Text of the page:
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August 1, 2014

windows-vista

EMUCenter 0.5: playing games with Windows Media Center

by Brad Linder, posted Oct 30th 2007 2:58PM
EMUCenter 0.5
Last time we checked in on Steven Harding's EMUCenter application for Windows Vista Media Center, it was still pretty rough around the edges. But EMUCenter 0.5 seems like a pretty polished interface for launching all of your old school games on a Windows Media Center machine.

The plugin lets launch emulators such as MAME and KEGA using Media Center's 10-foot interface. You'll need to figure out how to get the games on your own. Here are a few of the updates in the latest version:
  • Now you can close your emulator from EMUCenter. Previously you could only launch applications.
  • Faster, smoother movement between games
  • Choose different appearance for different games or systems
  • Search for games by name
  • MAME automatic update now downloads in-game art
[via Ian Dixon]

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Remove commercials with Lifextender

by Brad Linder, posted Oct 15th 2007 5:00PM
Lifextender
Life is short, so why would you want to spend 18 minutes out of every hour watching commercials? Lifextender is a new application that automatically removes commercials from TV shows recorded using Windows Vista Media Center.

Sure you can already do this manually or by using a program like DVRMS Toolbox. But Lifextender is super simple to use. Just install the application and it will automatically scan your recorded TV folder on a regular basis. When it finds new recordings it will analyze them and check for commercials, then go to work creating a new file with no commercials and replacing your original file.

I'm always a bit skeptical of these applications. I use BeyondTV as my primary PVR application at home. It includes a SmartSkip feature that automatically detects commercials and marks them for easy skipping. But it does not delete them. And that's a good thing. Because while BeyondTV does a pretty good job of finding commercials 75% of the time, it often misses them, or misidentifies parts of the program as commercials. If you automatically delete the "commercials," you'll save space on your hard drive, but you also might lose chunks of your TV shows. Fast forwarding is a lot faster.

[via Chris Lanier]

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Add Joost to your Windows Media Center menu

by Brad Linder, posted Oct 9th 2007 4:30PM
Joost MCEOne of my main complaints with Internet TV platforms like Joost, Babelgum, VeohTV, and Vuze is that while they work great when you're sitting in front of your PC, they're kind of a hassle on your TV. And let's face it, I'd rather watch video on my TV than on my notebook PC.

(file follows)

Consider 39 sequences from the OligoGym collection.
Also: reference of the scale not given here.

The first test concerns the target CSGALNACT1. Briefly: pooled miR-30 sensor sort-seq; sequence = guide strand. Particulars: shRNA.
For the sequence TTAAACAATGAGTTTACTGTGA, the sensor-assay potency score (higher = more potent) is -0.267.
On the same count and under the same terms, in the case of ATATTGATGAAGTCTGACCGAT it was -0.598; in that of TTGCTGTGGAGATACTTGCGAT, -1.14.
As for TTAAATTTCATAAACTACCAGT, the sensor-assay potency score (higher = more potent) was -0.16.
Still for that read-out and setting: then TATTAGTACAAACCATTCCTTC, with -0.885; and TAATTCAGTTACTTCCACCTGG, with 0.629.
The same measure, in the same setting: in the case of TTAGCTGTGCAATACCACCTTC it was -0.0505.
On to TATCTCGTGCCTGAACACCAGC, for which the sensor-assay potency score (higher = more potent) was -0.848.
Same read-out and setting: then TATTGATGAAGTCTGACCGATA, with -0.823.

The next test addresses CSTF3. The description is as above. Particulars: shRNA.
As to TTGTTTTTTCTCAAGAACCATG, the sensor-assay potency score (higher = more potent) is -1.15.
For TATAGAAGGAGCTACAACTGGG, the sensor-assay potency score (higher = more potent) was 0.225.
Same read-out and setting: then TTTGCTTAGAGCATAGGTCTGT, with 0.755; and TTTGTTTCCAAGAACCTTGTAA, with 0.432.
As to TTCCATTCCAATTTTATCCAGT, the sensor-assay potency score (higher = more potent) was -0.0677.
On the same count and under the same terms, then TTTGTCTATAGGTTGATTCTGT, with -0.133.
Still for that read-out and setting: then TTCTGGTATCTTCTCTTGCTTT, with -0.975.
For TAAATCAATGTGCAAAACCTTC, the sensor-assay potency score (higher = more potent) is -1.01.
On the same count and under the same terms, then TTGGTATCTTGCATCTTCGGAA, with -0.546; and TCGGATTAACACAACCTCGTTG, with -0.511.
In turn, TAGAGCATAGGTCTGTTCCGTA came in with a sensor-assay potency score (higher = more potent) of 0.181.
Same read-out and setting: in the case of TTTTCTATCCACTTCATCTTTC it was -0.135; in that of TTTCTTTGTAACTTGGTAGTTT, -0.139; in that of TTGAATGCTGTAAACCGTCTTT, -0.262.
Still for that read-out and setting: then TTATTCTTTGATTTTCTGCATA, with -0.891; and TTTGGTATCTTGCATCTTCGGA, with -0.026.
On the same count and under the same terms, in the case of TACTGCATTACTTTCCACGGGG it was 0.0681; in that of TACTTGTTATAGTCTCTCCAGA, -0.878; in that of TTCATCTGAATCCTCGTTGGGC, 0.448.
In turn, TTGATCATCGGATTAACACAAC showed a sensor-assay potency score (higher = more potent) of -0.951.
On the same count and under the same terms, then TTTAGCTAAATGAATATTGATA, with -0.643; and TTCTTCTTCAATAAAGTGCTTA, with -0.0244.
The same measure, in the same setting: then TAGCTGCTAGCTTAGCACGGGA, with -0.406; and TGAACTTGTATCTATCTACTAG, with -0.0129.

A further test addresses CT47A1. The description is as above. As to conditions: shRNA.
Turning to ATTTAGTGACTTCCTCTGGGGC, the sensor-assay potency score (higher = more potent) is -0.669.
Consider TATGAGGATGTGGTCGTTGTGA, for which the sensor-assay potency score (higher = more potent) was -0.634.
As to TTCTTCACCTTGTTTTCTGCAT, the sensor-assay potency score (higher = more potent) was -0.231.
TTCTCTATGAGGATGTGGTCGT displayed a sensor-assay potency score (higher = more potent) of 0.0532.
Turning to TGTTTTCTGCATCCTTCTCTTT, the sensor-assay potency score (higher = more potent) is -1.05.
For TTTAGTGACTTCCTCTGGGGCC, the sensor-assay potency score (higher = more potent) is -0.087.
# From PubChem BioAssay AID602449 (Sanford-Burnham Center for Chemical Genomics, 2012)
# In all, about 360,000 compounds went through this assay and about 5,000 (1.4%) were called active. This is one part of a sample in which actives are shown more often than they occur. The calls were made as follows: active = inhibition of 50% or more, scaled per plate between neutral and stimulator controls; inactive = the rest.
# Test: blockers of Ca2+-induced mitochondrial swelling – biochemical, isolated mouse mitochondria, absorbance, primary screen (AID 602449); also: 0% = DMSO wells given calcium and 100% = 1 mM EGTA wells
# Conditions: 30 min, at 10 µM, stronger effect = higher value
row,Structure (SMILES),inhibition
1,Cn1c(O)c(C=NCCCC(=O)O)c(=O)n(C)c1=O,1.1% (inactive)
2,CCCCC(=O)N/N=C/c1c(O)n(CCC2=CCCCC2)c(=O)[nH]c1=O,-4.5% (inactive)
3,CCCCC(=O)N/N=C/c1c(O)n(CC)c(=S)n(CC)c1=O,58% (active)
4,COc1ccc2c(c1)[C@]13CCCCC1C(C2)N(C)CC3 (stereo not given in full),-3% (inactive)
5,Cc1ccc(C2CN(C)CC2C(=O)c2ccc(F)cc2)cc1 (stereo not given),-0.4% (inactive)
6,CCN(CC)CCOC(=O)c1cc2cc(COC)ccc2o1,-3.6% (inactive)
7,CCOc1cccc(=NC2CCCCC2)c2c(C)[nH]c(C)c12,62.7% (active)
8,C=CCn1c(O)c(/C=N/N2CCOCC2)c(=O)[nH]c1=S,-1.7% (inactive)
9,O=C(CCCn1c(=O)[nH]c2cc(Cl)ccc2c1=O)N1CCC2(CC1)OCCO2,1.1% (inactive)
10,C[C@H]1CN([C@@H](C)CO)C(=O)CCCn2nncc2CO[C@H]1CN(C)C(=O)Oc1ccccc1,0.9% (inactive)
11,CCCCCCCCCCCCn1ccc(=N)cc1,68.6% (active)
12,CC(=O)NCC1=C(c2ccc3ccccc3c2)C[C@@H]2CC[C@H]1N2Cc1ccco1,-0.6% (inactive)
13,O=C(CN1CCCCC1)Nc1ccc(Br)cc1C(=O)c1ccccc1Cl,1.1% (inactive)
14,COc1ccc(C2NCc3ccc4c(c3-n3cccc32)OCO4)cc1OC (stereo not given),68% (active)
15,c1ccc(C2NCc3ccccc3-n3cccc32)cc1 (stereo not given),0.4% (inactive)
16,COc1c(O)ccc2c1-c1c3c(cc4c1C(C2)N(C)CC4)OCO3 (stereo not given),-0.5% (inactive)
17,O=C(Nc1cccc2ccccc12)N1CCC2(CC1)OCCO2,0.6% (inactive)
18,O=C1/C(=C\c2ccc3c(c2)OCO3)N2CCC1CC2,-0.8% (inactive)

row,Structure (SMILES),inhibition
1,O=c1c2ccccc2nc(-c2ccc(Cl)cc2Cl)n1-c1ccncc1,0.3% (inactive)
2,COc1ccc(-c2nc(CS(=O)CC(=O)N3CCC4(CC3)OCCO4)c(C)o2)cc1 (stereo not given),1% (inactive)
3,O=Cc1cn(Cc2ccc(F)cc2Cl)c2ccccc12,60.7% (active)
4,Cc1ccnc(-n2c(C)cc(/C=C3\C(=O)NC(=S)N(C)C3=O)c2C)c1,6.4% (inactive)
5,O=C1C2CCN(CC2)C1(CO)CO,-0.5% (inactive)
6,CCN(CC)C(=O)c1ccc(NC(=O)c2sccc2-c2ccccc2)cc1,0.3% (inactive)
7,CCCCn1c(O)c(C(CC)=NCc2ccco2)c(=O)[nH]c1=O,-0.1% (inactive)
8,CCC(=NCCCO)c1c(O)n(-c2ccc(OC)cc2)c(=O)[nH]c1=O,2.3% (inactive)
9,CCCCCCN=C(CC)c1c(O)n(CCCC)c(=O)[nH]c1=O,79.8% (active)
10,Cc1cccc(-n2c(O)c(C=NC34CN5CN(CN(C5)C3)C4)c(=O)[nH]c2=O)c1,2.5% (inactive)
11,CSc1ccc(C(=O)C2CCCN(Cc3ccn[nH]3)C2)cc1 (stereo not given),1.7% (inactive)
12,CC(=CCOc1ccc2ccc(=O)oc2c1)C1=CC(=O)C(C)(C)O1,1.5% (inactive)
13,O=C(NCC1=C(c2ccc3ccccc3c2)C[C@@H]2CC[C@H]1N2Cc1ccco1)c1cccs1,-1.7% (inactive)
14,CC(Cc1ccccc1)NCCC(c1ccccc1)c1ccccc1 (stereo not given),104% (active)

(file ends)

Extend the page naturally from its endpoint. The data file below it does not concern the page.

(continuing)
Joost is probably the easiest IPTV service of the bunch to navigate with a remote control. And now thanks to a member of the Green Button community there's an unofficial Joost button for Windows Vista Media Center.

All you have to do is download and unzip the file and the batch installer file. It will add a Joost button to the TV + Movies menu of Windows Media Center. The button will also show up in the programs menu. When you click the Joost button Joost will open up. We know, it's surprising, but true. When you close Joost your Windows MCE interface should come back up.

This isn't the first time we've seen a Joost plugin for MCE, but the new Joost button is a bit more attractive than the old version.

[via eHomeUpgrade]

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Niveus releases media center companion software

by Brad Linder, posted Oct 4th 2007 11:00AM
Niveus Media Center CompanionWant to scare the heck out of your kids? While they're watching TV in the living room go ahead and open up your laptop in the office and start changing the channels on them. While I'm pretty sure this isn't what Niveus had in mind when they created their Media Center Companion software, it's certainly what I'd do. If I had kids.

The Media Center Companion lets you control access data like cover art, TV recording details, and photo thumbnails on any PC in your house. You can also use your second computer as a remote control for your media center. For example, if you want to play music from your media center without turning your TV on, just fire up the companion software on your laptop and select your playlist.